His passion for gardening and his impressive depth of knowledge were conveyed in a relaxed and affable manner that inspired confidence in experts and novices alike. When he had his first heart attack last year, thousands of viewers sent him flowers and get-well greetings. Over the years, many presenters tried to copy his style but never achieved the right balance. It is hard to be matey without seeming to patronise; to celebrate floral beauty without being precious; to play the countryman without tipping into the character of the country bumpkin, as some of his predecessors and contemporaries had done.
In fact, he was not a countryman at all, being perversely proud of his origins in Stepney, east London, where he was born one of twins. When he was two, the family moved to rural Hertfordshire, where he soon developed an interest in gardening, taking part-time work in a local nursery while still at school.
After graduating from agricultural college he became a nurseryman and landscape gardener, and began writing a column for Garden News in 1970. Five years later he took up journalism full-time and became editor of Practical Gardening.
His colleagues in the media liked him because it was impossible not to: he was invariably friendly, helpful and, on screen, utterly professional. In 1991, when the BBC put Gardeners' World out to an independent producer, there was never a doubt that Hamilton would stay as its main presenter. Tony Laryea, whose company, Catalyst, was awarded the contract to produce the show and who is now its executive producer, said: "Geoff had a genuine love of gardening: it came out of every pore, and he was able to communicate it effectively because he was an ordinary bloke. He wasn't pretentious. He had a no- nonsense approach and an authority that came through his knowledge. You saw it and you believed it.
"New people on the programme were amazed when they saw him in front of the camera. It all came so naturally to him. If something hadn't worked he could tell straight away and he would do it again, getting it exactly right. He also had a marvellous sense of humour."
Last Friday, two days before he died, Hamilton was busy filming segments for this week's edition of Gardeners' World. He had simultaneously been working on a new series called Hidden Gardens, due to be screened next January. It was to be a follow-up to last winter's highly successful Cottage Gardens: his book accompanying that series was on the best-seller list for months.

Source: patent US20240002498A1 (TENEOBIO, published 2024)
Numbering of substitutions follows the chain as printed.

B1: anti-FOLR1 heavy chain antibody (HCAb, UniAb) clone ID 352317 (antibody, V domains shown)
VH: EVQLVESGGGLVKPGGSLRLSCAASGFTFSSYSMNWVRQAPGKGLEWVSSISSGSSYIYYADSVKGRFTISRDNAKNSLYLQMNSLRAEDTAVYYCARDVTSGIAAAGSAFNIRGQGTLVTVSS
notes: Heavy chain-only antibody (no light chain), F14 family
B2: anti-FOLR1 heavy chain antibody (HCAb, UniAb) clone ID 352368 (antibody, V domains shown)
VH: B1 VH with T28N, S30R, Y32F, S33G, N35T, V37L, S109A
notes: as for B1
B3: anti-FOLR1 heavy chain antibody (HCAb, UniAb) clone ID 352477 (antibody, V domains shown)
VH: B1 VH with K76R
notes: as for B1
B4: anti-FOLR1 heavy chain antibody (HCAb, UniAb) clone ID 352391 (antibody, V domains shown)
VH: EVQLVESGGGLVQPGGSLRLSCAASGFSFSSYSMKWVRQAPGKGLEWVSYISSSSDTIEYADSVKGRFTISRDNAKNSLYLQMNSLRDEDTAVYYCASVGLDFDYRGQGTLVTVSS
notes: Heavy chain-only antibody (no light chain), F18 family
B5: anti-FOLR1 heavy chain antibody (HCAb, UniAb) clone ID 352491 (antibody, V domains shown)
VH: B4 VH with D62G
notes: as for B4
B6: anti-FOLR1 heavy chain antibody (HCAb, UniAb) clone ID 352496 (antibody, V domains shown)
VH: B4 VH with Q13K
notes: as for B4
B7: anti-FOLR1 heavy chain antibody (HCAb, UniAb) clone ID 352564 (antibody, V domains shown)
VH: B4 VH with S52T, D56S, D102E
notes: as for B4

On this week's Gardeners' World he had been due to guide viewers on a tour of his large garden at Barnsdale in Rutland, partly financed by the BBC. It was also his home, where he lived with his second wife Lynda. Although the public are seldom allowed into Barnsdale it is one of the most famous gardens in the country because Hamilton's demonstrations of gardening techniques were filmed there. It is made up of several distinct garden areas, many constructed in front of the cameras for the benefit of viewers.
He seemed less comfortable when presenting the programme from other people's gardens and being forced to enthuse over aspects that he may not necessarily have liked. He was happiest on his own patch explaining practicalities, wielding the spade or hoe or getting his hands and knees dirty. With such a wide audience it was inevitable that his ideas should influence horticultural fashion: for instance, his habit of mixing vegetables and flowers in the same border is increasingly imitated.
Gardening is a big-money leisure industry but Hamilton was not a reliable friend of business interests. Knowing that many of his viewers were pensioners, with little money to spare, he directed much of his advice towards saving costs. Why use purpose-made flower pots when you can recycle yoghurt containers? Or buy an expensive cloche when you can make one yourself for a few pounds? His penchant for low-cost improvisation, allied to his perpetual air of boyish innocence, sometimes made the programme feel like a grown-up version of Blue Peter.
His millions of fans did not include the makers of fertilisers and pesticides. He was an organic gardener, eschewing chemicals and passionately opposing the use of peat in potting composts because extracting it from the earth can endanger natural habitats. Although never cranky or obsessive about ecology he was one of the first New Age gardeners, politically correct before the phrase became fashionable. As such he was in sharp contrast to Percy Thrower, the first presenter of Gardeners' World, summarily fired from the programme in 1975 for the sin of making television commercials for garden chemicals.
A widely known gardening expert has numerous calls on his time: not just the on-screen work, but newspaper and magazine articles, books and endless personal appearances. Some of Hamilton's friends think it was his reluctance to turn down such engagements, as well as having to find the time to do his own gardening, that contributed to last year's heart attack.
He was off the air for three months while he recuperated, and on his doctor's orders lost weight and took more exercise, including cycling. The fatal attack occurred while he was on a charity bike ride at the weekend, doing his bit for a good cause while trying to keep fit.
Geoff Hamilton, journalist, broadcaster and gardener: born London 12 August 1936; twice married (three sons); died near Merthyr Tydfil, Glamorgan 4 August 1996.Reuse content